• Ville Säävuori

      That functionality is a tightened security thing related to Mavericks OS. To allow apps from other than App Store and sertified Apple developers, go to System Preferences -> Security & Privacy -> General and change “Allow apps downloaded from” to “Anywhere”.

      Also understand that changing that preference makes your computer more vulnerable to malware! But as long as you don’t open any app or package that you haven’t downloaded yourself (or have from a shady site), you should be fine.

  • Jake Hale

    $64K question: can it handle tempo changes in the beat-gridding?
    Given how reasonably priced this is, I am inclined to by it anyhow, but if it does allow you to (even if it’s just manually) it would be a gaurenteed sale for them.

    • Nexing

      In this unique software you dont really NEED tempo-changing-grids. Instead, just place the different sections with different tempo separated in Edit Mode.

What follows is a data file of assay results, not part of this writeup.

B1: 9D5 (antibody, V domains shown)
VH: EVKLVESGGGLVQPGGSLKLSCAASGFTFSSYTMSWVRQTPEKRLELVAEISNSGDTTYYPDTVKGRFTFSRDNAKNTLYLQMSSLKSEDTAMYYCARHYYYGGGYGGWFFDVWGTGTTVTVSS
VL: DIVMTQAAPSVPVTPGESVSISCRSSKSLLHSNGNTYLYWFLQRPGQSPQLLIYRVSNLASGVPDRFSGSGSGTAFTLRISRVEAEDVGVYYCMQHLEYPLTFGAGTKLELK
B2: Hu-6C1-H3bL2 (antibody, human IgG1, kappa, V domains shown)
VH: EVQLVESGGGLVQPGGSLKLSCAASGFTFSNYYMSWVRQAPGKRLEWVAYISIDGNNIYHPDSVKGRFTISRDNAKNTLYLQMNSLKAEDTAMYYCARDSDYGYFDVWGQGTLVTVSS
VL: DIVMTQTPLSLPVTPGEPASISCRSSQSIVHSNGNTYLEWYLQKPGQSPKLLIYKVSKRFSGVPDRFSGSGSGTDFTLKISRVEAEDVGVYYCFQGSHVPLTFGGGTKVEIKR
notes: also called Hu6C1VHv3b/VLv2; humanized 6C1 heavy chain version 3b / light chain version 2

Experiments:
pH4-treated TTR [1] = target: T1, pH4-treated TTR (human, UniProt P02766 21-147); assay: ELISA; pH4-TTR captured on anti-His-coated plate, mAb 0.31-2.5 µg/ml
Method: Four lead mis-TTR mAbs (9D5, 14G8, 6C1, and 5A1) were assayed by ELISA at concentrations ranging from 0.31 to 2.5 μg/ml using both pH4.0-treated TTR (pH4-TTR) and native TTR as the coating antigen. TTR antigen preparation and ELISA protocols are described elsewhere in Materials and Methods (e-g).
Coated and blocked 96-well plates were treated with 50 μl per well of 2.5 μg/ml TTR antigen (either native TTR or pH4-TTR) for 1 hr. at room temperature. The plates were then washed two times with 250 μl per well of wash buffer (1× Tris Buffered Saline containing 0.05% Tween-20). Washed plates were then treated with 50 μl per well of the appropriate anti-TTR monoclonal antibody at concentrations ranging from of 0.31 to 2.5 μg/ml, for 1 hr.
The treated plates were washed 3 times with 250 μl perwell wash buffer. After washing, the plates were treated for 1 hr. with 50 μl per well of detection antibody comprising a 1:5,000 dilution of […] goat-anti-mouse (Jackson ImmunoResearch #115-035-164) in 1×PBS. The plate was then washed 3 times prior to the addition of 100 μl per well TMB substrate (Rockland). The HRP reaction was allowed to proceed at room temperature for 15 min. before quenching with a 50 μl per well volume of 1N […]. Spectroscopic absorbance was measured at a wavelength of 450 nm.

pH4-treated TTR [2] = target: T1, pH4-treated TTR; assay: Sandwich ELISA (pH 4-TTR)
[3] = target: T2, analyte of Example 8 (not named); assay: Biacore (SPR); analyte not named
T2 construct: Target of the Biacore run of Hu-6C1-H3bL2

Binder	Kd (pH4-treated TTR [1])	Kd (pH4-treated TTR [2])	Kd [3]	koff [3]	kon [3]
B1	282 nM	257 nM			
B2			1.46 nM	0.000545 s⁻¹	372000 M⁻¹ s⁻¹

You just actually need two parallel tracks to accomodate all the sectionsin order to form a continous track (but you may have as many tracks as you want :D), You have the additional choice to either precisely align each section’s end and start either or mix their tails as desired, if the sections are perfect loops, just grab and extend its start/end to instantly create the iterations you want…
      So dancers are not digging so much the tempo changes?? Just mute the incoming changed ones and move on the section at the screen, with the steady ones filling the holes left.
      Can’t be more intuitive than this!
      So yes, you may rearrange these parts LIVE as the other player is going steady.
      Plus if you liked the result just save it under a variation of its name.
      See the picture with the simultaneous layers of music above where it says: